Agreed with the other that the first step is to test your hay. While you wait for the results to come back, if you can't pull her from it completely, start soaking it.

          Comment

          • Original Poster

            #6
            Thanks to everyone for the comments and ideas. I will get my hay tested since I buy a big load once a year so it makes sense. Its coastal so I kind of assumed it wasn't too bad based on what I researched but you are right, I need to know for sure. I did a lot of research on feeds and mine is 10 % NSC but I'll check it again to make sure.
            The vet offered to test before we put her on pergolide but recommended going ahead without the test. Thyroid meds were also added without a test. I will take the blame for that since I was worried last fall that things could get really bad in a hurry. Her cresty neck has been getting thinner mostly at the base and top of the neck. The middle part is still cresty although smaller. She is not overweight in fact she is a little ribby even though she gets plenty of hay and the low NSC feed. Maybe the thyroid meds are increasing her metabolism?
            I've had an untested theory that there is some sort of circulatory issue in the foot that almost always has a pulse which is the foot with the worst rotation. I do know a fantastic vet who specializes in laminitis /founder and have asked my regular vet several times if it's time to bring him in. Based on the responses here and my gut feeling in asking these questions, it's time.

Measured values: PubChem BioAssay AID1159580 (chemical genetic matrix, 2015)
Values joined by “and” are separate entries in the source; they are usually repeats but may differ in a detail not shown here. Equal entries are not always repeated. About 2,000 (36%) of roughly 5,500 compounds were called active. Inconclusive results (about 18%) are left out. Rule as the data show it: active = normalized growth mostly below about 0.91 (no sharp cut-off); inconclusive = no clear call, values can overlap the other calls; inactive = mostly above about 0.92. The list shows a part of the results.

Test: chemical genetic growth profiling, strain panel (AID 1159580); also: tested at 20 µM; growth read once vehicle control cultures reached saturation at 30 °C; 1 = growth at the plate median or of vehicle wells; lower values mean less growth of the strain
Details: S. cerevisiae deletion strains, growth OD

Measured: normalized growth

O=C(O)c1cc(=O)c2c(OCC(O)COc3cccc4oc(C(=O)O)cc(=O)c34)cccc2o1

Has anyone had laminitis flare up due to hormonal changes like coming into season?

            Comment


            • #7
              Originally posted by JBD View Post
              I did a lot of research on feeds and mine is 10 % NSC but I'll check it again to make sure............. and the low NSC feed.
              10% is not that low for truly sensitive horses. Find something more around six, like Poulin's Carb Safe.

              Comment


              • #8
                Absolutely time for a new vet. Your vet should have insisted on test before medicating so you would have a baseline. Especially as time goes on and medications need to be adjusted you need to know where you started.

                Comment


                • #9
                  The horse most likely isn't being worked, so why have it on any sort of bagged feed????

                  There's soy-free EquiPride that will give your horse all it's vit/min requirements at 10 ounces per day and $60/50 lb bag. It has "distillers grains" in it but those are ok because Whiskey Makers take the sugars from the grains then re-sell the "dried" grain to feed purveyors.